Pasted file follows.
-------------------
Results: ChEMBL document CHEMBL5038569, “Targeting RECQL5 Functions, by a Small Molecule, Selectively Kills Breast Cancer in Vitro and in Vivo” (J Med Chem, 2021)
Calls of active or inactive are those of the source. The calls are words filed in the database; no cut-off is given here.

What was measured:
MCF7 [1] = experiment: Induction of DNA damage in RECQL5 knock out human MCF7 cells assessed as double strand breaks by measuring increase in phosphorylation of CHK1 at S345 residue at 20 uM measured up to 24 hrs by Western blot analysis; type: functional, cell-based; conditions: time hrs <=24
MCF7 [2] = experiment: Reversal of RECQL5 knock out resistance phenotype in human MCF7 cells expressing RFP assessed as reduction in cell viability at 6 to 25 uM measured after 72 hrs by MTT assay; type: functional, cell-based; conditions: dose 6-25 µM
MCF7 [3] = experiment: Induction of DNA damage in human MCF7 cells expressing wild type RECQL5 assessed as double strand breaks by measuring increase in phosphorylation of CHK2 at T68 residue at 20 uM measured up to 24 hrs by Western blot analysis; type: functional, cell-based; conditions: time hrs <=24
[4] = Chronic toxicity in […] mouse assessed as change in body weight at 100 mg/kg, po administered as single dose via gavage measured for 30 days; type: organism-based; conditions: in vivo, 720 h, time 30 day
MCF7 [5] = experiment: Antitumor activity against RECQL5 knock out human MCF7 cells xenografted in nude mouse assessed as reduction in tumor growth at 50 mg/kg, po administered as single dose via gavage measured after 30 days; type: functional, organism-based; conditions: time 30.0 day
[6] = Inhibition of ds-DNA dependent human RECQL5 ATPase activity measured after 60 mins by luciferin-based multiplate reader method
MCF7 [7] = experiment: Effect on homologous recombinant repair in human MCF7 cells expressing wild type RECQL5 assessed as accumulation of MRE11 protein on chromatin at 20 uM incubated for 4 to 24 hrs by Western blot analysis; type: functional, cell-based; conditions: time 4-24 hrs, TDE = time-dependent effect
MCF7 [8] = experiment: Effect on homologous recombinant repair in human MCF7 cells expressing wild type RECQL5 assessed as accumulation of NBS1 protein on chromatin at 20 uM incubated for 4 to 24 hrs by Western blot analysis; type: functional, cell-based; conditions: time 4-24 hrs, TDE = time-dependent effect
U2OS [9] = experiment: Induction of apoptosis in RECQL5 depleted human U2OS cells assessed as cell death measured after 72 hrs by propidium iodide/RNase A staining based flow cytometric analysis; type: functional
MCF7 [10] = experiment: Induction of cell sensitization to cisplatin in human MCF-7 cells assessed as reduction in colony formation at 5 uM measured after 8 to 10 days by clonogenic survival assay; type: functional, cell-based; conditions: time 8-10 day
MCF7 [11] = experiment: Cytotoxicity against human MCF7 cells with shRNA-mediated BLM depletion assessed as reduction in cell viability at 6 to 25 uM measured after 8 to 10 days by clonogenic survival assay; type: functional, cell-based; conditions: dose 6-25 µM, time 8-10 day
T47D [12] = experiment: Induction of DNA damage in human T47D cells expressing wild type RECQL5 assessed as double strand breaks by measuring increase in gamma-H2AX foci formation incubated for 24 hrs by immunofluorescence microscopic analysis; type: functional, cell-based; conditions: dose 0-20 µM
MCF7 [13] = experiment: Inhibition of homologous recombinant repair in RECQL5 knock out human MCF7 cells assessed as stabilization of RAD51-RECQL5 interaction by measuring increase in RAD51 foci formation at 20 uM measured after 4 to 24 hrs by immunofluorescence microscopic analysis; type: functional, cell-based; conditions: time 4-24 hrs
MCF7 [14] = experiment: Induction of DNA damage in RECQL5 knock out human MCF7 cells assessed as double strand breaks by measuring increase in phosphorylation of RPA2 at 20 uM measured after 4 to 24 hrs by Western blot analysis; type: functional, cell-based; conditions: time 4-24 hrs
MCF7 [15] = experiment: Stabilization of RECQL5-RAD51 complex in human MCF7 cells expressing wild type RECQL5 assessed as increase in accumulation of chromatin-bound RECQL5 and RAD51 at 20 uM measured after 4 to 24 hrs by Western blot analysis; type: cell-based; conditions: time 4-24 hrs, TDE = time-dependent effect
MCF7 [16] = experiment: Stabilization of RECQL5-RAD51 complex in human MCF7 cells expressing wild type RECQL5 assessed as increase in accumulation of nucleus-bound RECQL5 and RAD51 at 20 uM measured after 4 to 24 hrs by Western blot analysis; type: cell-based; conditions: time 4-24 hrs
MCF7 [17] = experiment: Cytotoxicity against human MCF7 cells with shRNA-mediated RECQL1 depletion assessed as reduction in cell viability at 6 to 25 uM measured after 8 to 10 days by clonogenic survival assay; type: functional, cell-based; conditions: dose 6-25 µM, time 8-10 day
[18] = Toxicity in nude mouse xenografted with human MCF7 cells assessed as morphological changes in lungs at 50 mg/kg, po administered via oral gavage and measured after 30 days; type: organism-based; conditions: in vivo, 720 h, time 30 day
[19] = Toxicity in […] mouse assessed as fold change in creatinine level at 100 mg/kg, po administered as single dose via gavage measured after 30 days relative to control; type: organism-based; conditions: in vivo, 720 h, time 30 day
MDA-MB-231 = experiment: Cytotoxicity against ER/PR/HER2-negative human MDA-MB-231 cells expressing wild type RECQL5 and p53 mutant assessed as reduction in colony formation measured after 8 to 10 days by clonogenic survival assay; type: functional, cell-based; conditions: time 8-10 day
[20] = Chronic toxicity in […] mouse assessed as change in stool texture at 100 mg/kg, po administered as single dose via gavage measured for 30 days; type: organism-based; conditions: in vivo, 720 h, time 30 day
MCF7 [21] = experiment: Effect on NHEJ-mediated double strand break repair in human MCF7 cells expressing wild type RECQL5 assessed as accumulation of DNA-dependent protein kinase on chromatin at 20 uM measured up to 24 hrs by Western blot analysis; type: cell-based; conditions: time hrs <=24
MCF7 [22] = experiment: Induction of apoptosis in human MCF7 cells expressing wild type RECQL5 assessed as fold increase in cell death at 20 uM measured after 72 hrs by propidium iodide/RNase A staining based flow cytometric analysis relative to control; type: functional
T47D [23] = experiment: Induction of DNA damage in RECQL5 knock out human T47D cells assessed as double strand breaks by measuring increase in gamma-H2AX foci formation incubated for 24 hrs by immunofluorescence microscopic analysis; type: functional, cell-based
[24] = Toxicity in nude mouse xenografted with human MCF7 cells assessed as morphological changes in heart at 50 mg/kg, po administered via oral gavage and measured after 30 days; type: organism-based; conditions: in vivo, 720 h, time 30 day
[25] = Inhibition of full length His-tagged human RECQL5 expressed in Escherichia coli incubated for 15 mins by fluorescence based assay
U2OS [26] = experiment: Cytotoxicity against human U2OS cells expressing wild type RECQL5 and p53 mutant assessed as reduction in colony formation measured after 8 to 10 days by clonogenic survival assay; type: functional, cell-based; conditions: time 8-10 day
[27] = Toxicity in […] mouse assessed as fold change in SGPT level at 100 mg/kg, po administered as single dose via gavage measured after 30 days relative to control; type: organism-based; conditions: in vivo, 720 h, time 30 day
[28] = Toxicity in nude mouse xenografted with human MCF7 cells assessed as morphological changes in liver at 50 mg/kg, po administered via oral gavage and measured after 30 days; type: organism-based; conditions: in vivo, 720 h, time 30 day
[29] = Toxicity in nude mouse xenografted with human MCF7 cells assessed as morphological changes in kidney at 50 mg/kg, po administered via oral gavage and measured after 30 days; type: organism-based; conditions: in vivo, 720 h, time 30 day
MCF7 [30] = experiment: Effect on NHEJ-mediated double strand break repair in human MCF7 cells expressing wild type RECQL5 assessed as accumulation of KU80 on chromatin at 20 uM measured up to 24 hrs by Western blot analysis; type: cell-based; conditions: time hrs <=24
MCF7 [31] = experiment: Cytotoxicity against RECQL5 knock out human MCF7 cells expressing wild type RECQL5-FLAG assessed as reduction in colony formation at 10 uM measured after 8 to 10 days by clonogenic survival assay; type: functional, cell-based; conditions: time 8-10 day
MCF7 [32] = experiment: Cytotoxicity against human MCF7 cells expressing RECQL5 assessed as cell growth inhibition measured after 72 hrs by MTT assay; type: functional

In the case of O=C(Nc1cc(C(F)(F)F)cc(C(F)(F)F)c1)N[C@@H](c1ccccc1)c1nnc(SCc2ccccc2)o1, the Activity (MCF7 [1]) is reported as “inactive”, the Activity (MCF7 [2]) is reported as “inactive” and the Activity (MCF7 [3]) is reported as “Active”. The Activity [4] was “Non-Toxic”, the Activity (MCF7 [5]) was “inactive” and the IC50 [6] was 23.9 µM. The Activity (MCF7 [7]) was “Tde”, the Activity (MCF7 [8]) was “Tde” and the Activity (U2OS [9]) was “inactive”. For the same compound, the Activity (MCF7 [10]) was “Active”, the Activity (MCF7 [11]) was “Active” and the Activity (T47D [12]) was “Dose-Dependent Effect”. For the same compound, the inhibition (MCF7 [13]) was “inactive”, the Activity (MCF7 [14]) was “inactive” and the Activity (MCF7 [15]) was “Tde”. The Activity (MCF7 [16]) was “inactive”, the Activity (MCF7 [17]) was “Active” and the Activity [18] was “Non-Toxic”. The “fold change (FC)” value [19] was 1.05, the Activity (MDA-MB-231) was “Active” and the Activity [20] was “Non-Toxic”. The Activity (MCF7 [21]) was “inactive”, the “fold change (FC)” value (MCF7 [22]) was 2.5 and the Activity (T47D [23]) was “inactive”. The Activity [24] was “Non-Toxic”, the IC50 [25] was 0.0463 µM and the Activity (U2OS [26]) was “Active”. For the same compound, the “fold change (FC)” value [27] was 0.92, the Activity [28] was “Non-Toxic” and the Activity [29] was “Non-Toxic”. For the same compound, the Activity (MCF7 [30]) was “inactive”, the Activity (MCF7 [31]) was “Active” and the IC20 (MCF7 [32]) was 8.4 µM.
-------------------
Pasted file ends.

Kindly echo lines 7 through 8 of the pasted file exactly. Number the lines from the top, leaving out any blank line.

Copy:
[4] = Chronic toxicity in […] mouse assessed as change in body weight at 100 mg/kg, po administered as single dose via gavage measured for 30 days; type: organism-based; conditions: in vivo, 720 h, time 30 day
MCF7 [5] = experiment: Antitumor activity against RECQL5 knock out human MCF7 cells xenografted in nude mouse assessed as reduction in tumor growth at 50 mg/kg, po administered as single dose via gavage measured after 30 days; type: functional, organism-based; conditions: time 30.0 day